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ISIS using chemical weapons in Syria, reports New York Times. (Another story that seems ripped from the pages of “The Third Target.”)

In Uncategorized on August 27, 2015 at 6:34 pm
Actual NYT headline from August 24, 2015.

Actual NYT headline from August 24, 2015.

(Central Israel) — “The Islamic State may have used chemical agents in an attack against civilians and rival insurgents in northern Syria late last week, according to local rebels and an international aid group,” the New York Times reported this week.

Such chilling news seems ripped from the pages of my most recent political thriller, The Third Target. The novel, which released in January and went on to become a national best-seller, focuses on a New York Times reporter who follows rumors of ISIS capturing and preparing to use a cache of chemical weapons in Syria. The sequel, The First Hostage, releases on December 29th, and picks up six seconds after The Third Target ends, continuing to follow the reporter’s hunt for the leaders of the Islamic State amidst a series of apocalyptic attacks.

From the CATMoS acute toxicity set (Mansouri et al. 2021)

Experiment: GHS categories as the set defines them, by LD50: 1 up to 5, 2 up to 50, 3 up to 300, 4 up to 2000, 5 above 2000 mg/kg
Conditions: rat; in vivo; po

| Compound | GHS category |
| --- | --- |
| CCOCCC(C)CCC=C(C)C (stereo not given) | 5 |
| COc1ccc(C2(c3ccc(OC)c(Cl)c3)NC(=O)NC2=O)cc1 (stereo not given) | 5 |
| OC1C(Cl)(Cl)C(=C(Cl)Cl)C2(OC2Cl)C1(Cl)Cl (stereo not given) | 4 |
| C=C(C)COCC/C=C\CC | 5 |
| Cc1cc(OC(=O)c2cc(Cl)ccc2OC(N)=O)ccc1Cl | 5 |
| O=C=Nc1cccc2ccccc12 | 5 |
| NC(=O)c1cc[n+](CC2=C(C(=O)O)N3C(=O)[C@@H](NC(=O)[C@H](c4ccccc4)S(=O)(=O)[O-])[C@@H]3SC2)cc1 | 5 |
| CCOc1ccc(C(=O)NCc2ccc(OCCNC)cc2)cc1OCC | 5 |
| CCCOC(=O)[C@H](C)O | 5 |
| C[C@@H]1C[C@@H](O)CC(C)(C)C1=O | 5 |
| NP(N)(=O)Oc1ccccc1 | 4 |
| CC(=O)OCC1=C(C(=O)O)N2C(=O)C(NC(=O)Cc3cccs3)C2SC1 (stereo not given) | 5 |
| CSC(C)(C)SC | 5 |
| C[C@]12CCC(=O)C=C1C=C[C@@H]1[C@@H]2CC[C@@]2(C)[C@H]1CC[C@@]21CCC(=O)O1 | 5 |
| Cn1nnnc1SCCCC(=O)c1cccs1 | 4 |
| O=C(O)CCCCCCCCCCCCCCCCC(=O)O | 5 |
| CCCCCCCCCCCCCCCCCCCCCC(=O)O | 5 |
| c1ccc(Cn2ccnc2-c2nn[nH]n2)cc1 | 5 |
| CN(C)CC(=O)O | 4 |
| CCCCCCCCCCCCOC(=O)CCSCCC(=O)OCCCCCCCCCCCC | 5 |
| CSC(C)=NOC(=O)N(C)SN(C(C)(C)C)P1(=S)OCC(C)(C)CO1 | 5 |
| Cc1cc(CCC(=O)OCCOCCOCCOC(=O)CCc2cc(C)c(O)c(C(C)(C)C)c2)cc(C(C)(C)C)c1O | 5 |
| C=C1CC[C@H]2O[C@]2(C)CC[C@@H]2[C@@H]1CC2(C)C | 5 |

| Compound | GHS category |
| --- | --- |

Tragically, however, the story I quote above is a not a work of fiction. It’s not a quote from one of my novels. Rather, it is all too real. Here are more details.

“The assault on Friday in the city of Marea involved more than 50 shells and was centered on civilian areas,” the Times story noted, citing a report by the Syrian American Medical Society, a humanitarian group. “After the attack, the group’s field hospital received more than 50 patients, 23 of whom, including some children, showed symptoms of chemical exposure, including coughing, vomiting, wheezing and severe itching. Some also had blisters associated with mustard gas, the society said in a statement. The report was corroborated by local rebel forces, who claimed that shells had been fired from Isnibil, a village east of Marea that is controlled by the Islamic State, also known as ISIS or ISIL.”

This report comes on the heels of other recent reports that ISIS also appears to be using chemical weapons in Iraq. On August 17th, I reported the following:

U.S. intelligence officials believe that jihadists operating under the direction of the Islamic State have not only captured chemical weapons — most likely in Syria — but have actually used such weapons of mass destruction on the battlefield. They are also investigating the possibility that ISIS is mass producing such weapons and asking where will ISIS strike next?….Consider the following headlines from the past few days: